Back when I was a sophomore, I took a Film Studies class. This is as strange as it may get for a wannabe classicist, but it was a fun experience after all. I only signed up for the module because I needed a filler course for 20 credits, but in the end I learned a thing or two about cinematography and I don’t regret it. The thing is I didn’t have a clue about how to write a film review and this is why I scored quite low on my first essay about a Japanese movie about abandoned children. That was the moment I decided to read a bit more into how to write a proper film review. The result was a good overall module mark, a subscription to IndieWire reviews, and the urge to write about films I see once in a while.
At any rate, last night I watched “Philomena’, which was on my “to watch list” for too long. Judi Dench and Steve Coogan make an unexpected couple in this movie about a mother who has been searching for her long lost son for half a century. ‘Philomena’ is based on a true story and while viewers may find the plot quite sad and even simplistic in some respects, the movie reveals to be a multi-faceted affair. It is a road trip adventure, mystery movie, and comedy all rolled into one.
Judi Dench’s performance as Philomena never disappoints. When you think about Dench, you may envisage M from the Bond series, but with ‘Philomena’, Dench proves that she can do justice to any role. In this particular case, she plays a middle-class commoner of quite modest tastes. She loves her salad-bar croutons and seems to enjoy romance fiction to an extent where she wants to share it with the whole world. Steve Coogan does a great job, too, but his performance is often overshadowed by Dench’s.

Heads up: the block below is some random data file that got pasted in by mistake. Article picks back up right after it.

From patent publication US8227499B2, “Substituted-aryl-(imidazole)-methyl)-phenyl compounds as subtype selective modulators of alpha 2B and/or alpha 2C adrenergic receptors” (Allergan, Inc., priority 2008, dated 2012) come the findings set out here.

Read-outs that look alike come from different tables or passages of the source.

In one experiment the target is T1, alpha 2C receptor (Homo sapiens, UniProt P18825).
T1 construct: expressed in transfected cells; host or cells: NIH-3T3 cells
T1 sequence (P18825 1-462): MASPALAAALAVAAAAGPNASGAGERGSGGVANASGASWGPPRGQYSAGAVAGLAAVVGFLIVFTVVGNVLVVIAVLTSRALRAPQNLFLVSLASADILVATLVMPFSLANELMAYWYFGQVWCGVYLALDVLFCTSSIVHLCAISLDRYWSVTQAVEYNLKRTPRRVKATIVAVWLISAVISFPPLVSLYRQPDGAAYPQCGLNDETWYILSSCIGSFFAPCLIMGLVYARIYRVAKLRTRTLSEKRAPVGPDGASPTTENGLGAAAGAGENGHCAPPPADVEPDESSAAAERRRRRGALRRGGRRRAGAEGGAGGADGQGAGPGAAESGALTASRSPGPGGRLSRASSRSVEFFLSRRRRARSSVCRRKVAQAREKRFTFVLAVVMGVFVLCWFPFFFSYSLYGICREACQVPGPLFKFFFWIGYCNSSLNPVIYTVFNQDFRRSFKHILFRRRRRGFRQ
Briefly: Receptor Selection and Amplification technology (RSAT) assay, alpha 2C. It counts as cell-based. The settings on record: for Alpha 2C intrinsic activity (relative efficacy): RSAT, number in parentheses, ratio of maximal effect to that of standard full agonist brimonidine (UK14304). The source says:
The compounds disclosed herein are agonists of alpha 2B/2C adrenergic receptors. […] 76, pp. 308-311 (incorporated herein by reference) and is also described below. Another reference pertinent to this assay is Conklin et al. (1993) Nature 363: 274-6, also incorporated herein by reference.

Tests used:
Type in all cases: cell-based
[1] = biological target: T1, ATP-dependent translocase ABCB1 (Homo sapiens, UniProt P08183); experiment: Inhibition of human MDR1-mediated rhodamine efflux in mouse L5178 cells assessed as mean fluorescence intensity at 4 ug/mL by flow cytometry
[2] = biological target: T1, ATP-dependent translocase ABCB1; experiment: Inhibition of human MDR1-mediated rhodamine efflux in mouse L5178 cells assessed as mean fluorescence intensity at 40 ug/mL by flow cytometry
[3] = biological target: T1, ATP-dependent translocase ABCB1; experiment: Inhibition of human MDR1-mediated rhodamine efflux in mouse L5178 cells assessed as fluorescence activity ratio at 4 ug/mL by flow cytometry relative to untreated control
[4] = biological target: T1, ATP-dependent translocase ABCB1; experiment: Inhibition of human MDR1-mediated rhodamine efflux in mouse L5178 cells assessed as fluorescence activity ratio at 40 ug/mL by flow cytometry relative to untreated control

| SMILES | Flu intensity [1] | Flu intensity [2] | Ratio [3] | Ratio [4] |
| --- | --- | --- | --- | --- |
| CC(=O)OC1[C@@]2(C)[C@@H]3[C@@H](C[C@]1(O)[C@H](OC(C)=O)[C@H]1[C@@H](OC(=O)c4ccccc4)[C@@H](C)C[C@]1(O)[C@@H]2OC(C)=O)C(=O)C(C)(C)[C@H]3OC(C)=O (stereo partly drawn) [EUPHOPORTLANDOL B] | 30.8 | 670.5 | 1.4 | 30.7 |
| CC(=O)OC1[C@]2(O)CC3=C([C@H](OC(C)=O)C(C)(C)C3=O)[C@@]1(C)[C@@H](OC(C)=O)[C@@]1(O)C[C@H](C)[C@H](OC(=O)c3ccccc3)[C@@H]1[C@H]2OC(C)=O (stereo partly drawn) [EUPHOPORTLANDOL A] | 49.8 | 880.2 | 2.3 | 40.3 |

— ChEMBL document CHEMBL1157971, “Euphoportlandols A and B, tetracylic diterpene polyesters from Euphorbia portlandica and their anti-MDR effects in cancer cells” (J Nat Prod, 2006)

What annoyed me about the movie was Philomena’s attitude towards the church. The Catholic Church practically sold her son to the highest bidder, but she still finds them at no fault. She is excessively polite and forgiving, which looks a bit too much for any regular person with or without faith in God. If someone did that to me, I sure wouldn’t be having tea and cookies with them over some small talk. On the other hand, the abusive way in which single, unmarried mothers were treated in 1950s Ireland is well-portrayed and it’s reason enough to see the movie.